Winter 2024 • Vol. XLVI No. 1 FictionDecember 5, 2023 |

Thin Air

The Kenyon Review · "Thin Air" by Aria Beth Sloss My girls. One of them — the elder, I think, the tread was steadier up the stairs — just banged on the door of my office, where I’m sitting on the floor with today’s paper ruffed around my legs. My head a heap of bruised pieces. The banging on the door is something both girls like to do whenever I shut myself in, using their fists to remind me motherhood is a promise I’m failing to keep. Sometimes I answer. Other times — afternoons like this one, when the hours ebb and pool as I sit at my desk building castles out of bones, which is what the work of writing poems feels like, mostly, an irrelevant exercise — I have already lost myself to other shadows. My eye snagged this morning by a front-page photograph of sky that on closer inspection revealed something darker, an article on the lost hikers of Mount Everest, mothers and sons and sisters and cousins who never return, though I admit I increasingly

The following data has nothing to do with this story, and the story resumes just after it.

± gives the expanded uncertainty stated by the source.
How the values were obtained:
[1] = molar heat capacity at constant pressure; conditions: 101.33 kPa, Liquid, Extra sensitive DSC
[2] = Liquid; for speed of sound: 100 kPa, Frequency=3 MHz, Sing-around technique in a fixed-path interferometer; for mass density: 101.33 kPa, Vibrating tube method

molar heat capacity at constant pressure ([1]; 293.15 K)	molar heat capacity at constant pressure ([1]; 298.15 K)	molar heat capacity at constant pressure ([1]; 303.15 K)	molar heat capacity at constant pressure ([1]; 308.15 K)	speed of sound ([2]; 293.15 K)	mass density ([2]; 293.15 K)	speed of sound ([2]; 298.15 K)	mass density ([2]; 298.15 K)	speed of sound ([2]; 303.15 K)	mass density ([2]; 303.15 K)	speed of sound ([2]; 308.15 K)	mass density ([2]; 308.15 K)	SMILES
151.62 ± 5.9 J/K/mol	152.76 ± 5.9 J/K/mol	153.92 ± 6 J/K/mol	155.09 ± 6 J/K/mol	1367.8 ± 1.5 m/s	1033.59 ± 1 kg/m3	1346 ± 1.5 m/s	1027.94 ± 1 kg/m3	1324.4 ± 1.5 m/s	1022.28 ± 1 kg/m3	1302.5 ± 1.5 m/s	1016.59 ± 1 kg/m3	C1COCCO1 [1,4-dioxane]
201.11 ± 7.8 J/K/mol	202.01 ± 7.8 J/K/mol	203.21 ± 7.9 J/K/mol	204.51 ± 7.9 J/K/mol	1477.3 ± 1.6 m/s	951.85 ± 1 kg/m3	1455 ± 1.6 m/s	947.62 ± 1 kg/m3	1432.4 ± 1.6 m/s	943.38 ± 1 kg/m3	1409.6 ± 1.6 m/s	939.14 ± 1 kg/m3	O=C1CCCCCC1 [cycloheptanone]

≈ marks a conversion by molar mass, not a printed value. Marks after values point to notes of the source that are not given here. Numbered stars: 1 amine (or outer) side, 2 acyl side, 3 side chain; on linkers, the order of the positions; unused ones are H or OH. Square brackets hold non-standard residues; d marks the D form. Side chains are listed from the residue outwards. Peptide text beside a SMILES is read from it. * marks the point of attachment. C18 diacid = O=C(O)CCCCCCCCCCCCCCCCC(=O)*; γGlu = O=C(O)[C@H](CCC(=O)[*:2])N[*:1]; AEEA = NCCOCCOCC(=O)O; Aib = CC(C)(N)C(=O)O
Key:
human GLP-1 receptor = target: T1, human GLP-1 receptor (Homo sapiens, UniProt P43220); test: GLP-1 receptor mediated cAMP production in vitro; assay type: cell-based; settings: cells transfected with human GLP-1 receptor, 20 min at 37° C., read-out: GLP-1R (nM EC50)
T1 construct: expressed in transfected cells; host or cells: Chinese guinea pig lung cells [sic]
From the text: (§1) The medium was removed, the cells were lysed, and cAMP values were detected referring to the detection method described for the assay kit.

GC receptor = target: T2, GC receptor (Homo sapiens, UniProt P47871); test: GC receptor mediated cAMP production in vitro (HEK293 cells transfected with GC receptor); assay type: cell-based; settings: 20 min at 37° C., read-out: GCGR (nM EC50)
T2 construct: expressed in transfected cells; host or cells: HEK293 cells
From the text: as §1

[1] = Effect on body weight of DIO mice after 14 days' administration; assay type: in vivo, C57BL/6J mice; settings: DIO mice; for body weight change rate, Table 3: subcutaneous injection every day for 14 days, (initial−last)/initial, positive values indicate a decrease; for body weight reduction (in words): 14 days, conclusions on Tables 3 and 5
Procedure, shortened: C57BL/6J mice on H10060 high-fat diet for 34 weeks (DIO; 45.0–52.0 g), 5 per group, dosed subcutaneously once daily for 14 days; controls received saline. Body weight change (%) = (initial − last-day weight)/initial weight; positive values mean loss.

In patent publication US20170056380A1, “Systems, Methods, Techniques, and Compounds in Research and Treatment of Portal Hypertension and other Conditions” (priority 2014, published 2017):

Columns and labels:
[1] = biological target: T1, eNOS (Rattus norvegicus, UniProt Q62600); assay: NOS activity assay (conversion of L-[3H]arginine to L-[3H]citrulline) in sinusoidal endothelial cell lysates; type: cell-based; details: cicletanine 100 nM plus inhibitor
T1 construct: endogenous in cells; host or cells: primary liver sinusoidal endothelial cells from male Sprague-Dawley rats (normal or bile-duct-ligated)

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Photo of Aria Beth Sloss

Aria Beth Sloss’s short fiction has appeared in Glimmer Train, Harvard Review, Ploughshares, Joyland, One Story, and The Best American Short Stories 2015. A graduate of the Iowa Writers’ Workshop, Sloss is the author of a novel, Autobiography of Us (Henry Holt, 2013). She lives in New York City with her family.

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The Kenyon Review · "Thin Air" by Aria Beth Sloss My girls. One of them — the elder, I think, the tread was steadier up the stairs — just banged on the door of […]

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